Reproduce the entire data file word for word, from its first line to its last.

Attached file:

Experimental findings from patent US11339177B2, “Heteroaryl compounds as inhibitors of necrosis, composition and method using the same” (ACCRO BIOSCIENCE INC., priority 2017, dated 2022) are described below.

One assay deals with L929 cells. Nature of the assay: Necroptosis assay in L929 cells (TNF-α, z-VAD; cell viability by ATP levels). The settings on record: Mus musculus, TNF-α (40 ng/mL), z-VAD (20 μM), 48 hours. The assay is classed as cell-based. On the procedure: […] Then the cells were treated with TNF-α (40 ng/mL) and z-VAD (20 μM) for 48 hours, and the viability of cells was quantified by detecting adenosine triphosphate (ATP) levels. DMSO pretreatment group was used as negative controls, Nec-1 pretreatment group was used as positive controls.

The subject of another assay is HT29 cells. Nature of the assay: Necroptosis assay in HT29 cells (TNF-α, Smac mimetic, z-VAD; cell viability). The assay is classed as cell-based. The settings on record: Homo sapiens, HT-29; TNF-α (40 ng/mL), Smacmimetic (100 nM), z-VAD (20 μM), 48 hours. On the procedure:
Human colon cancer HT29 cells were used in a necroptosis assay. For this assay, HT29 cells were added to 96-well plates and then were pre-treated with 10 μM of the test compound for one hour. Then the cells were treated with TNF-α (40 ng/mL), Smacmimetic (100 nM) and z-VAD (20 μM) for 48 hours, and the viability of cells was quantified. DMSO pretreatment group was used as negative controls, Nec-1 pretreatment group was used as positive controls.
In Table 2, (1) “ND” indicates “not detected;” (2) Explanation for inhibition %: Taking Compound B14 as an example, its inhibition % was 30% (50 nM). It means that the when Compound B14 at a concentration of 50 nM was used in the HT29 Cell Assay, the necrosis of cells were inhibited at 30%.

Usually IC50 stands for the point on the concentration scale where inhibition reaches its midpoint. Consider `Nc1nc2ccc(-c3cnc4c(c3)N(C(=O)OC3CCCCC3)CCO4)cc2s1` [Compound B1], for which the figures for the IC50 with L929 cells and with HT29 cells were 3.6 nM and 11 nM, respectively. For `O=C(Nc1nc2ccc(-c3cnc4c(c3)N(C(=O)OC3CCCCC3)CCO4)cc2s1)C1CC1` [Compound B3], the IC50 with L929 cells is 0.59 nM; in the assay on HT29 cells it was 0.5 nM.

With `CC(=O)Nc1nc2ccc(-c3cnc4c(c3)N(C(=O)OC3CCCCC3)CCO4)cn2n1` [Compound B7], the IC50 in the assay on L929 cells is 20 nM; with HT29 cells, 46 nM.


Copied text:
Experimental findings from patent US11339177B2, “Heteroaryl compounds as inhibitors of necrosis, composition and method using the same” (ACCRO BIOSCIENCE INC., priority 2017, dated 2022) are described below.

One assay deals with L929 cells. Nature of the assay: Necroptosis assay in L929 cells (TNF-α, z-VAD; cell viability by ATP levels). The settings on record: Mus musculus, TNF-α (40 ng/mL), z-VAD (20 μM), 48 hours. The assay is classed as cell-based. On the procedure: […] Then the cells were treated with TNF-α (40 ng/mL) and z-VAD (20 μM) for 48 hours, and the viability of cells was quantified by detecting adenosine triphosphate (ATP) levels. DMSO pretreatment group was used as negative controls, Nec-1 pretreatment group was used as positive controls.

The subject of another assay is HT29 cells. Nature of the assay: Necroptosis assay in HT29 cells (TNF-α, Smac mimetic, z-VAD; cell viability). The assay is classed as cell-based. The settings on record: Homo sapiens, HT-29; TNF-α (40 ng/mL), Smacmimetic (100 nM), z-VAD (20 μM), 48 hours. On the procedure:
Human colon cancer HT29 cells were used in a necroptosis assay. For this assay, HT29 cells were added to 96-well plates and then were pre-treated with 10 μM of the test compound for one hour. Then the cells were treated with TNF-α (40 ng/mL), Smacmimetic (100 nM) and z-VAD (20 μM) for 48 hours, and the viability of cells was quantified. DMSO pretreatment group was used as negative controls, Nec-1 pretreatment group was used as positive controls.
In Table 2, (1) “ND” indicates “not detected;” (2) Explanation for inhibition %: Taking Compound B14 as an example, its inhibition % was 30% (50 nM). It means that the when Compound B14 at a concentration of 50 nM was used in the HT29 Cell Assay, the necrosis of cells were inhibited at 30%.

Usually IC50 stands for the point on the concentration scale where inhibition reaches its midpoint. Consider `Nc1nc2ccc(-c3cnc4c(c3)N(C(=O)OC3CCCCC3)CCO4)cc2s1` [Compound B1], for which the figures for the IC50 with L929 cells and with HT29 cells were 3.6 nM and 11 nM, respectively. For `O=C(Nc1nc2ccc(-c3cnc4c(c3)N(C(=O)OC3CCCCC3)CCO4)cc2s1)C1CC1` [Compound B3], the IC50 with L929 cells is 0.59 nM; in the assay on HT29 cells it was 0.5 nM.

With `CC(=O)Nc1nc2ccc(-c3cnc4c(c3)N(C(=O)OC3CCCCC3)CCO4)cn2n1` [Compound B7], the IC50 in the assay on L929 cells is 20 nM; with HT29 cells, 46 nM.